Nutrient accumulation and distribution of wheat genotypes in response to waterlogging and nutrient supply

Bingru Huang, Jerry W. Johnson, D. Scott NeSmith, David C. Bridges

Research output: Contribution to journalArticlepeer-review

32 Scopus citations

Abstract

The effect of soil waterlogging and nutrient supply on plant nutrient accumulation and distribution was investigated for two genotypes of winter wheat (Triticum aestivum L.) differing in waterlogging resistance, 'Bayles' and 'Savannah'. Plants were grown in waterlogged or drained sand and fertilized with half-strength or full-strength Hoagland's solution. Waterlogging reduced the concentrations of N, P, K, Mg, and Zn in leaves and stems and increased the concentrations of those elements in the root system. The effects were greater for waterlogging-sensitive Bayles than for waterlogging-resistant Savannah. Higher concentrations of Fe and Mn were found in waterlogged plants compared to the control plants for sensitive Bayles. Waterlogging increased the proportion of N and Zn in the root system and decreased that of K in stems for Bayles. The proportion of Fe increased in leaves and stems for Bayles and Savannah under waterlogged conditions, but to a greater extent for Bayles. Doubling the concentrations of all major and minor nutrient elements supplied to the waterlogged rooting medium improved plant nutrient status and enhanced plant dry matter production.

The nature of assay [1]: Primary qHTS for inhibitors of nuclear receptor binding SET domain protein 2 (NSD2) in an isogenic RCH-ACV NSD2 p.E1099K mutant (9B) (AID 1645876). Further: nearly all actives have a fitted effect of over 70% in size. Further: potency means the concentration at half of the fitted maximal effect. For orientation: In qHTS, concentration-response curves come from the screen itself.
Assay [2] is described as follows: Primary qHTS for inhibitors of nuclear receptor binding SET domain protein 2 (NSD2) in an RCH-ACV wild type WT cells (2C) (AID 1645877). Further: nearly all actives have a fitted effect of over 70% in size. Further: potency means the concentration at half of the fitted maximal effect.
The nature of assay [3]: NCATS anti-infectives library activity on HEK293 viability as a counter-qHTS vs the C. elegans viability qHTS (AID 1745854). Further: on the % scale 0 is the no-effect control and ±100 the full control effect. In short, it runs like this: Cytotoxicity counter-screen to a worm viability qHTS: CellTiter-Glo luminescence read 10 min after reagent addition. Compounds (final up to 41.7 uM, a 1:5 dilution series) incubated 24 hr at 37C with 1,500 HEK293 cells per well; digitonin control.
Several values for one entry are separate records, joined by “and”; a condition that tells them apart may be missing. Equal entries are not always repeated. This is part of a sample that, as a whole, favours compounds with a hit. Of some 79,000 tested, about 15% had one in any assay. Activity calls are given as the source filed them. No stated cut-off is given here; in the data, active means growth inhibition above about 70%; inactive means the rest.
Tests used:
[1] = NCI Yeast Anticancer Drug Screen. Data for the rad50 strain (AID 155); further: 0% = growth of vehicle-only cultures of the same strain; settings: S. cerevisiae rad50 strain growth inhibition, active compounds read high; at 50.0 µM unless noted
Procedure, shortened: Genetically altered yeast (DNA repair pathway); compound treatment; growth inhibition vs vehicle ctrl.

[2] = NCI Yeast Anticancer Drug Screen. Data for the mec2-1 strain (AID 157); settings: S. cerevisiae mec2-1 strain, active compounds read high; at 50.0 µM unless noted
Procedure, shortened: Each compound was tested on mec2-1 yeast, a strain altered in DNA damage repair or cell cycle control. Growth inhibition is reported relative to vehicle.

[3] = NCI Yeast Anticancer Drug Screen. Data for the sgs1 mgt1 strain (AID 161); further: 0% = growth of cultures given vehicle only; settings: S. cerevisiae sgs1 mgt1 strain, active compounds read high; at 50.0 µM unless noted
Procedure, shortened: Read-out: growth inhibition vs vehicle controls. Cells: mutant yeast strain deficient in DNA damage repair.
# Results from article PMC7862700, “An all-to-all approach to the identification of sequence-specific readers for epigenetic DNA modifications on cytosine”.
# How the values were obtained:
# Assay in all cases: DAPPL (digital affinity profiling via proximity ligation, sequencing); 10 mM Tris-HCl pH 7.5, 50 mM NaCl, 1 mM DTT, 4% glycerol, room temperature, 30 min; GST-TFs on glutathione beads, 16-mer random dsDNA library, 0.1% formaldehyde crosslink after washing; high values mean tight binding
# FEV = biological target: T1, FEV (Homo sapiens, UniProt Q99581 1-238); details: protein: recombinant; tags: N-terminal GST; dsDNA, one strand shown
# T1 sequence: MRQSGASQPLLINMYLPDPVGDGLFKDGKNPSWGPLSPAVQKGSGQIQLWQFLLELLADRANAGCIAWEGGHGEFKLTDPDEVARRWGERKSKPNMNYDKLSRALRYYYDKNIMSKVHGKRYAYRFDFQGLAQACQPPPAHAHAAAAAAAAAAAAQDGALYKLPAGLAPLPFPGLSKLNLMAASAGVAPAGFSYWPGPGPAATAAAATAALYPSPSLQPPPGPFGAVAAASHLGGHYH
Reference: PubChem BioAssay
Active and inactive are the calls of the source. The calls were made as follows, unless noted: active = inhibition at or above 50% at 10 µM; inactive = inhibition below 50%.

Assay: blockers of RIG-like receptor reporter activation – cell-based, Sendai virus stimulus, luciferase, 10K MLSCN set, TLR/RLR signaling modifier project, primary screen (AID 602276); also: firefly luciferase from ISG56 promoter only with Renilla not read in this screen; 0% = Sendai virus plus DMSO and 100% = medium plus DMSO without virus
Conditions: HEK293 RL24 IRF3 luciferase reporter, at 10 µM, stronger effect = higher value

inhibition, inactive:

Original languageEnglish (US)
Pages (from-to)47-54
Number of pages8
JournalPlant and Soil
Volume173
Issue number1
DOIs
StatePublished - Jun 1995
Externally publishedYes

All Science Journal Classification (ASJC) codes

  • Soil Science
  • Plant Science

Keywords

  • Triticum aestivum L.
  • nutrient uptake
  • soil nutrient availability
  • waterlogging resistant

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